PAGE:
The Bacterial Pan-Genome and Reverse VaccinologyTettelin H.
Institute for Genome Sciences, University of Maryland School of Medicine, Baltimore, Md., USA de Reuse H, Bereswill S (eds): Microbial Pathogenomics. Genome Dyn. Basel, Karger, 2009, vol 6, pp 35–47 (DOI:10.1159/000235761)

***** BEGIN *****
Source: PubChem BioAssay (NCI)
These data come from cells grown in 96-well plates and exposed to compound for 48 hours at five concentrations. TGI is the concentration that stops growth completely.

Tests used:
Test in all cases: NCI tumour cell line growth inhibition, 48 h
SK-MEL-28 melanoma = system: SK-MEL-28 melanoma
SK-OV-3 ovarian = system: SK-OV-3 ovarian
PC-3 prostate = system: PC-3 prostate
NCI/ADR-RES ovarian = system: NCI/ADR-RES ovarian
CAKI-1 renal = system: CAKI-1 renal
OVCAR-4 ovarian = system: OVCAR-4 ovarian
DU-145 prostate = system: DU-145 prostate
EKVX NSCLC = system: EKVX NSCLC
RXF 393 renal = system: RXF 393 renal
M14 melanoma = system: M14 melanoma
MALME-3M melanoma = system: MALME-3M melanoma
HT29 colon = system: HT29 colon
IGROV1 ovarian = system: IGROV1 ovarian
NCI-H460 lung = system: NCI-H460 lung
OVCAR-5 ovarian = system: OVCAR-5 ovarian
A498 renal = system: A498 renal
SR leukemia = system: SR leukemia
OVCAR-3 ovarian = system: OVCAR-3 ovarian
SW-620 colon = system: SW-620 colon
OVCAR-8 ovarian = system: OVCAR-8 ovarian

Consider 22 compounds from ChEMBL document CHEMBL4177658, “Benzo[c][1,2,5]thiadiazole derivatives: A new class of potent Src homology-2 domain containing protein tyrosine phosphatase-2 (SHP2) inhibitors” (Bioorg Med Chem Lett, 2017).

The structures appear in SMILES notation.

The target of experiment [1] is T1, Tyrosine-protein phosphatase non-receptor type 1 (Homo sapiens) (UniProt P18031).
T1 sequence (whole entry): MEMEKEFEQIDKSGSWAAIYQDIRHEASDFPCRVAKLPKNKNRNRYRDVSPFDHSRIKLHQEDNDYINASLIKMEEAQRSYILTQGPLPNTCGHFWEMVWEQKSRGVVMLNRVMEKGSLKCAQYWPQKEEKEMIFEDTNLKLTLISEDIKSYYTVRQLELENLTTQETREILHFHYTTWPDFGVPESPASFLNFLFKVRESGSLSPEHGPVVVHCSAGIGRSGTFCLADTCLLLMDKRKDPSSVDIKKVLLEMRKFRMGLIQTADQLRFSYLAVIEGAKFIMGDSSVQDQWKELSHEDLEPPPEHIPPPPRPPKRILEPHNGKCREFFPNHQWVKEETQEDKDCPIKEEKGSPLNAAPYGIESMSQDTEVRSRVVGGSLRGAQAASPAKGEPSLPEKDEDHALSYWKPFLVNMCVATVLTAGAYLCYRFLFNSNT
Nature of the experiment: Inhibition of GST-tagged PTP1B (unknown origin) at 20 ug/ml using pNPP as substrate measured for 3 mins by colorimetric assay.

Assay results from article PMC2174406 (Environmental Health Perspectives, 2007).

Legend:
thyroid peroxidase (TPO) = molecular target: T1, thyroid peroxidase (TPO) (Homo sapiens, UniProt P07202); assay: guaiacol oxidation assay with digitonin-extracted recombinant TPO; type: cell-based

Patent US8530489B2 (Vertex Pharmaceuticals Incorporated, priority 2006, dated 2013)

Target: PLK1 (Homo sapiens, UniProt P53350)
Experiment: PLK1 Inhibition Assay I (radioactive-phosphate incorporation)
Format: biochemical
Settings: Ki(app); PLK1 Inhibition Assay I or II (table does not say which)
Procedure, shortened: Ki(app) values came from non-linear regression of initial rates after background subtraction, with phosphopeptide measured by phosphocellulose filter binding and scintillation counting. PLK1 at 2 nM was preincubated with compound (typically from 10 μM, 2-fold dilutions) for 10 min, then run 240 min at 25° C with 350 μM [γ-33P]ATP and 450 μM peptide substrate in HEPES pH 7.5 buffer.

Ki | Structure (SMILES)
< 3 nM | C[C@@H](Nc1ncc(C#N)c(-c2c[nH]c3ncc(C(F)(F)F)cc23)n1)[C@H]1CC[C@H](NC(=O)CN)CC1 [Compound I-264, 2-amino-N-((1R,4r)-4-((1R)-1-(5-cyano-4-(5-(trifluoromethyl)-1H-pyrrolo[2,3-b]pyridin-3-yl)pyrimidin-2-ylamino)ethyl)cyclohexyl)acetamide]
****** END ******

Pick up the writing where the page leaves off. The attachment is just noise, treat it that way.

The whole genome sequence of most human bacterial pathogens is available and the advent of next-generation sequencing technologies will result in a large number of sequenced isolates per pathogenic species. The study of multiple genome sequences of a given bacterium provides insights into its evolution, pathogenic potential and diversity. The pathogen’s pan-genome, defined as the sum of the core genome shared by all sequenced strains and the dispensable genome present only in a subset of the isolates, can be analyzed to assess the size and diversity of the gene repertoire that the species has access to. This information is then used to better inform the reverse vaccinology approach whereby vaccine candidates are identified and prioritized in silico based on genomic data. Bioinformatics integration of genome sequence data with functional genomics results and clinical meta-data is essential to maximize the use of this large amount of information to answer biologically relevant questions.
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